Top 5 best Pokémon games of all time, Ranked

Top 5 Best Pokemon Games of All Time, Ranked 0

The best Pokémon game that no one ever was

If you’ve lived and breathed Pokémon since you were kid, it’s easy to forget just how many Pokémon games have released since 1996. Even if you don’t count any spinoff titles and lump all dual releases together (ie Red and Blue), you still have over 20 games to choose from. If you can’t count the entries in a series on your fingers and toes, there are officially too many for a new person to consider.

Fortunately, the Pokémon formula is so timeless that virtually every mainline game is a good starting point. That said, the series has plenty of peaks and valleys, and some of those peaks are truly spectacular. For those looking for the best Pokémon game to start with, or for longtime fans considering which entry to replay, here are the five best Pokémon games.

5 – Pokémon Let’s Go Pikachu! and Let’s Go Eevee!

As the only generation of Pokémon games to be remade twice, every version of Generation 1 has its own unique charm. That said, if you’re looking for a breezy way to see where the series began, you can’t go wrong with the Let’s Go! games.

Though Let’s Go! strips away many series mechanics, it makes up for it with a plethora of modern quality of life features. Additionally, its inclusion of follower Pokémon and mega evolutions make it unique compared to other Pokémon games on the Switch. Even if you dislike how Let’s Go! replaces wild Pokémon battles with Pokémon Go! style catching sequences, it’s easy to bypass these encounters once you have the monsters you want. Some say the Let’s Go! games are too vanilla, but I counter by reminding you that vanilla is delicious.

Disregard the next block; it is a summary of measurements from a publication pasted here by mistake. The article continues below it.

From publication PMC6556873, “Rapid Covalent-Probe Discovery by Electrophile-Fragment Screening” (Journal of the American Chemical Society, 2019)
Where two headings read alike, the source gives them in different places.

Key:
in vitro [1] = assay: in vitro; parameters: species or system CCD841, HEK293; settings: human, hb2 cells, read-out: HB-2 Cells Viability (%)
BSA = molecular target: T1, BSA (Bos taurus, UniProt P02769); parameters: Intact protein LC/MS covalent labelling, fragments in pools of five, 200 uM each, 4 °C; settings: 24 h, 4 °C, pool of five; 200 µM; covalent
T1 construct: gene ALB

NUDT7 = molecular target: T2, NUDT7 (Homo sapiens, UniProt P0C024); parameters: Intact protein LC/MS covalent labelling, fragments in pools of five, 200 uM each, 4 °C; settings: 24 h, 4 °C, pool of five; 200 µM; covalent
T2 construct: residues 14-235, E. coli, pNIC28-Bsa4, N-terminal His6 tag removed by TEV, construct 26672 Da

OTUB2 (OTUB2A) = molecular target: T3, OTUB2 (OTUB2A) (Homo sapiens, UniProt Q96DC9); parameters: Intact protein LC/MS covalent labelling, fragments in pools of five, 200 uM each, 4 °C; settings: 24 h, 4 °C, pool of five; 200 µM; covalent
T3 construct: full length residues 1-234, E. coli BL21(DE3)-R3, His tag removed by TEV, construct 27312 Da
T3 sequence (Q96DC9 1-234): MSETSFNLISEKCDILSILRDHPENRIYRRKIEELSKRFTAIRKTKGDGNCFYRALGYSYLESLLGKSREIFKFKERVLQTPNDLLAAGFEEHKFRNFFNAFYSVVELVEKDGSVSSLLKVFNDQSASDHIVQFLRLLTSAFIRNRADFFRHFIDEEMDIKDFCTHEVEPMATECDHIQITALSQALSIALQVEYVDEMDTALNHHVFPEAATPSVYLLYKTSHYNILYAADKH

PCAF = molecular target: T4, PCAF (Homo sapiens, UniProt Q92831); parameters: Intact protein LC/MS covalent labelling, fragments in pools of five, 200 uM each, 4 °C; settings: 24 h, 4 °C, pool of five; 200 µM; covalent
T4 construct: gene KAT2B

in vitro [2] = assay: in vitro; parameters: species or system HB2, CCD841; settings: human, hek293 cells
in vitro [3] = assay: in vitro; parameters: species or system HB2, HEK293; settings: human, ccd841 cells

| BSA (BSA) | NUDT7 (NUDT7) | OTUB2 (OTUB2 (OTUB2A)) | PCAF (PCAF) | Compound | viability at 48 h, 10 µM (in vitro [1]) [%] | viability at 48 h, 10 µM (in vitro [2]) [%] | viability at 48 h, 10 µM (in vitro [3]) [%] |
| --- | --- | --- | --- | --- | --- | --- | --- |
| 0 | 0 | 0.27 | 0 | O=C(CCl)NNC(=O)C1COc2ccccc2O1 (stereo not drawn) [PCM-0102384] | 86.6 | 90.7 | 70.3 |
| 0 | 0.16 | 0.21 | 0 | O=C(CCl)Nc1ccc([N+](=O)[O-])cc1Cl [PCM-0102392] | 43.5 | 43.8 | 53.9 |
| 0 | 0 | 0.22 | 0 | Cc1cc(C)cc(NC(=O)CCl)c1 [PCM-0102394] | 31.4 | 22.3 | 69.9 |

4 – Pokémon Emerald

While the Generation 1 Pokémon games launched the world’s most lucrative franchise, Generation 3 proved the series had staying power. Though this generation has seen remakes in Pokémon Omega Ruby and Alpha Sapphire for the 3DS, Pokémon Emerald for the Game Boy Advance remains arguably the best way to experience this adventure.

Between the clean visuals and the excellent monster variety, Pokémon Emerald has all the fundamentals of an excellent Pokémon game. Yet the feature that elevates Emerald above even the Generation 3 remakes is the Battle Frontier. This is considered the best postgame content by diehard fans, and it’s potentially the greatest challenge you’ll find in a mainline Pokémon game. Just watch out for all the water you’ll have to surf through to finish the main story. I’m not hating, but there is a lot of it.

3 – Pokémon Heart Gold and Soul Silver

Many fans consider the Generation 2 Pokémon games to be the best in the series. Between the unique day/night system, killer soundtrack, and arguably the best postgame surprise in any Pokémon game, Generation 2 offers an experience that even modern titles can’t match. While some criticize the midgame pacing of these titles, one thing is clear: if you’re going to play Generation 2, play Heart Gold or Soul Silver for the DS.